Harvard Business School Professor Robert Anthony Dies

BOSTON, Dec. 5, 2006 – Robert N. Anthony, a much honored member of the Harvard Business School faculty for more than 40 years and a world renowned and prolific scholar, author, and innovator in the field of management accounting and control who also made his mark in public service at the U.S. Department of Defense and other government agencies, died on Friday, Dec. 1, at the Kendal Retirement Community in Hanover replica watches uk, NH. He was 90 years old. At the time of his death, he was the School’s Ross Graham Walker Professor of Management Controls, Emeritus. A former president of the American Accounting Association (1973-74), he was a member of the Accounting Hall of Fame. An FASB (Federal Accounting Standards Board) accounting standard (number 34, capitalizing the cost of interest) is directly traceable to his work.

Graduating from Colby College in 1938, Anthony came directly to Harvard Business School as an MBA student. After earning his degree two years later, he became a research assistant to the legendary Professor Walker, a pioneer in management control. From that point on, he knew he had found his calling.

“Bob Anthony took a field that was something that only accountants did and transformed it into one that informed top mangers in the planning and control of their organizations,” said former student and colleague Regina E. Herzlinger, the Nancy R. McPherson Professor of Business Administration at HBS. “He had a monumental impact not only on his students, through his teaching and textbooks, but also on the business, nonprofit, and government worlds through his many influential articles and powerful personal demeanor-his knowledge, intellectual clarity, sense of duty and honor, and managerial perspective. Bob was also a marvelous writer. He made the murky subject of accounting clear. These exceptional qualities of mind and character, coupled with a Yankee work ethic, helped him to transform the field of managerial accounting from the province of accountants to the tool of managers.”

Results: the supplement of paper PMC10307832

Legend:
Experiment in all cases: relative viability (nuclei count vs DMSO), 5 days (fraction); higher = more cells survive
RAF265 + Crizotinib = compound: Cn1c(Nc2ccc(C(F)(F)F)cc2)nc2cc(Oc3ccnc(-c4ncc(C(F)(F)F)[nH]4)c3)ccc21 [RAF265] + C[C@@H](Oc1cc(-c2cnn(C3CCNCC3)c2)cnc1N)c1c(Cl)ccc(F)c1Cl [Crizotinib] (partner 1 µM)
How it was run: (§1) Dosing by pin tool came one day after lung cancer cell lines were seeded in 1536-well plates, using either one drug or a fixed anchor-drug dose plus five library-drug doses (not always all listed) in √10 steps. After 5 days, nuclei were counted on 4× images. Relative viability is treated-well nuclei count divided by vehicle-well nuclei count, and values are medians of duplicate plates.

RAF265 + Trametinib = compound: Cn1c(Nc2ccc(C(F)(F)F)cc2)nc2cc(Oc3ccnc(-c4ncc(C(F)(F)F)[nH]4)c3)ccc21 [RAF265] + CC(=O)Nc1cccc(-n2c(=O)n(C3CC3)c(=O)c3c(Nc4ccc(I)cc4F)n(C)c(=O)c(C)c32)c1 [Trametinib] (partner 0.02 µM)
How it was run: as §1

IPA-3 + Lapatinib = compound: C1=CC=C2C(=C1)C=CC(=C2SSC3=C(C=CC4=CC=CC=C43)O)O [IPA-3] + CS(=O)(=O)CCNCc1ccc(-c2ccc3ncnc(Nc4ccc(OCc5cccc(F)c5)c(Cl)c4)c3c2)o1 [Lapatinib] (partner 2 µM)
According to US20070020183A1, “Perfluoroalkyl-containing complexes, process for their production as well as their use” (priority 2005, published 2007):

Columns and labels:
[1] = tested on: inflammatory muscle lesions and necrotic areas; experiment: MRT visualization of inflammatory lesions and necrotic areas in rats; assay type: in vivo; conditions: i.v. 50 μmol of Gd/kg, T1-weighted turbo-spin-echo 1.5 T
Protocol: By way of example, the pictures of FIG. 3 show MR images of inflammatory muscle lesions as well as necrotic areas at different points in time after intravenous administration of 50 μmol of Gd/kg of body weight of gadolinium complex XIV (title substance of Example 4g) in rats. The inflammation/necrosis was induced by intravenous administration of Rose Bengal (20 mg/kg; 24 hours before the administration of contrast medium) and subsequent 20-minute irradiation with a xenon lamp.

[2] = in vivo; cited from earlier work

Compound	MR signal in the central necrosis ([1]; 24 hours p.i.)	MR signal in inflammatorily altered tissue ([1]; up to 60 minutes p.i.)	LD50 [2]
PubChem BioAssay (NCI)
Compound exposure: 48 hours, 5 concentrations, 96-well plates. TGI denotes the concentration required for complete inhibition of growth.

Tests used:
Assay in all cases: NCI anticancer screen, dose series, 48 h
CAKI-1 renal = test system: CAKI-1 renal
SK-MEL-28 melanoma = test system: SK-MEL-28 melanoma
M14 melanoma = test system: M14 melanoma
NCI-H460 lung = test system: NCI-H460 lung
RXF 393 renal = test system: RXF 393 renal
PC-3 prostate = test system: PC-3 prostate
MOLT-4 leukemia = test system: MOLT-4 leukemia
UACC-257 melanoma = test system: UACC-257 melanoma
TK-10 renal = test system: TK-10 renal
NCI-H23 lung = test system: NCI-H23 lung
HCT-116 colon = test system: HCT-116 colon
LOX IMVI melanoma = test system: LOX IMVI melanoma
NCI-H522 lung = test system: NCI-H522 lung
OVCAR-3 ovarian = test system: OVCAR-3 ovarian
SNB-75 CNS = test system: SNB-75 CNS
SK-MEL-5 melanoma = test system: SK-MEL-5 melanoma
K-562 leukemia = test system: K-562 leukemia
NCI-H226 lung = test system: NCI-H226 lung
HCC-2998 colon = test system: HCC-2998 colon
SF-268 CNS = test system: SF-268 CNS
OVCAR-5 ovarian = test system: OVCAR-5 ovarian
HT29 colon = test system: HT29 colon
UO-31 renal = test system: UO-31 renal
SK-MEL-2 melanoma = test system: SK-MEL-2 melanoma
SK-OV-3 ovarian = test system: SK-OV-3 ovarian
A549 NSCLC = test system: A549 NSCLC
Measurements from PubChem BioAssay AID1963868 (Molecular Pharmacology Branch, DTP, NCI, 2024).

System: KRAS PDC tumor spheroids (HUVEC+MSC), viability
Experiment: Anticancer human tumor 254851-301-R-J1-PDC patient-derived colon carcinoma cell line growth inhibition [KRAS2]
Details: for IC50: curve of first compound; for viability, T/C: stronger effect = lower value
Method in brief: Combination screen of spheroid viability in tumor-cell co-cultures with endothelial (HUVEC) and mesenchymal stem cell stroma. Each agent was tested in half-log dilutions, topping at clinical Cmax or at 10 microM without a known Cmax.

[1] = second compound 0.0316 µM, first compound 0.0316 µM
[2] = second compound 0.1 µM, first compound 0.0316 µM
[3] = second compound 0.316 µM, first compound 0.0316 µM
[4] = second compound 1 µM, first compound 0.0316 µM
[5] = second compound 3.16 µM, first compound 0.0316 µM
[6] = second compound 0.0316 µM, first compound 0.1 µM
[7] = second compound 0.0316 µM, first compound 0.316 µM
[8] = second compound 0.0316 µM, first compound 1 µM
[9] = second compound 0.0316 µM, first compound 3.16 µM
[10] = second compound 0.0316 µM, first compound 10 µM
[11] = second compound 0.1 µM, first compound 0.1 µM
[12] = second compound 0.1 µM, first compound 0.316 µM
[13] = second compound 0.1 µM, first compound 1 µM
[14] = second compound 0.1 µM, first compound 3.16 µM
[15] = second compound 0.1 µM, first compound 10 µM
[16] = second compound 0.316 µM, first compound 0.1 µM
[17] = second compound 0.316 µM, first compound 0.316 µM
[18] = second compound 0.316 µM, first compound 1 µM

When Anthony retired from the active faculty in 1982, Charles Christenson, the School’s Royal Little Professor of Business Administration, Emeritus, observed, “Bob did more than anyone else to introduce a conceptual structure to management control. In his numerous publications, he has ranged across all the important questions. Management Control in Industry Research Organizations, for example, examined the problem of measuring intellectual output-a much more difficult task than measuring more tangible output. His 1965 book, Planning and Control Systems, became the bible of the field.” For generations of students at HBS and elsewhere, Anthony provided a unique introduction to the basics of accounting and bookkeeping with Essentials of Accounting, a self-guided primer that was regarded as revolutionary when it was first published in 1964 and that is the most widely used programmed text on accounting.

At HBS, Anthony was involved in every aspect of School life, from developing new courses and teaching MBA and doctoral students to supervising doctoral theses and playing a major role on faculty committees. In 1959, at the request of Dean Stanley Teele and in response to reports by the Carnegie and Ford Foundations that were critical of all business school curricula at the time, he chaired a committee that was charged with reviewing Harvard Business School’s required first-year curriculum replica breitling. The work of the “Anthony Committee” extended over two years-through many presentations and often contentious faculty meetings-but Anthony’s high standing in the HBS community, along with his well-deserved reputation for integrity, equanimity, and a selfless dedication to the School, won over those who were at first opposed to making changes in the status quo. The result was the addition of several new first-year courses, including managerial economics and a greater emphasis on offerings in organizational behavior. Anthony regarded this effort as his most important contribution to HBS.